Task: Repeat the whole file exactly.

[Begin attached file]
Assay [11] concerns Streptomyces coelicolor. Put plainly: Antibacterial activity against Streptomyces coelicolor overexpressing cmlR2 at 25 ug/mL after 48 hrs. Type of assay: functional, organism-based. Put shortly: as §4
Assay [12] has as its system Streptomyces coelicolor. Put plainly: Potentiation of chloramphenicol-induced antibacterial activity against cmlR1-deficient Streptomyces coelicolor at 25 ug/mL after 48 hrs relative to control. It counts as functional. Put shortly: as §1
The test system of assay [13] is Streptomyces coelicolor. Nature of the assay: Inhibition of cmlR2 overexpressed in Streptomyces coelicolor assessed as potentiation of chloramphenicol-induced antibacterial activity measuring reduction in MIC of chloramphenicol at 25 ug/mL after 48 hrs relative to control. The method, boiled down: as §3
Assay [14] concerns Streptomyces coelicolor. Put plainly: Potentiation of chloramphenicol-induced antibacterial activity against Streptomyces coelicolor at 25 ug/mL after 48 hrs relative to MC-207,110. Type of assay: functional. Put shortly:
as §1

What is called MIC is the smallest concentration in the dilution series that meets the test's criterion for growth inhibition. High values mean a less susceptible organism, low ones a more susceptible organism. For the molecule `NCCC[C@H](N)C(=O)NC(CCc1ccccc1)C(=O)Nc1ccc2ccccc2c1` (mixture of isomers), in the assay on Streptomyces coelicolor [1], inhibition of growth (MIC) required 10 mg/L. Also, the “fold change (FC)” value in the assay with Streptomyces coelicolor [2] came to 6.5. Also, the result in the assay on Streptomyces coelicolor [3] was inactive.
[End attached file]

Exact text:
Assay [11] concerns Streptomyces coelicolor. Put plainly: Antibacterial activity against Streptomyces coelicolor overexpressing cmlR2 at 25 ug/mL after 48 hrs. Type of assay: functional, organism-based. Put shortly: as §4
Assay [12] has as its system Streptomyces coelicolor. Put plainly: Potentiation of chloramphenicol-induced antibacterial activity against cmlR1-deficient Streptomyces coelicolor at 25 ug/mL after 48 hrs relative to control. It counts as functional. Put shortly: as §1
The test system of assay [13] is Streptomyces coelicolor. Nature of the assay: Inhibition of cmlR2 overexpressed in Streptomyces coelicolor assessed as potentiation of chloramphenicol-induced antibacterial activity measuring reduction in MIC of chloramphenicol at 25 ug/mL after 48 hrs relative to control. The method, boiled down: as §3
Assay [14] concerns Streptomyces coelicolor. Put plainly: Potentiation of chloramphenicol-induced antibacterial activity against Streptomyces coelicolor at 25 ug/mL after 48 hrs relative to MC-207,110. Type of assay: functional. Put shortly:
as §1

What is called MIC is the smallest concentration in the dilution series that meets the test's criterion for growth inhibition. High values mean a less susceptible organism, low ones a more susceptible organism. For the molecule `NCCC[C@H](N)C(=O)NC(CCc1ccccc1)C(=O)Nc1ccc2ccccc2c1` (mixture of isomers), in the assay on Streptomyces coelicolor [1], inhibition of growth (MIC) required 10 mg/L. Also, the “fold change (FC)” value in the assay with Streptomyces coelicolor [2] came to 6.5. Also, the result in the assay on Streptomyces coelicolor [3] was inactive.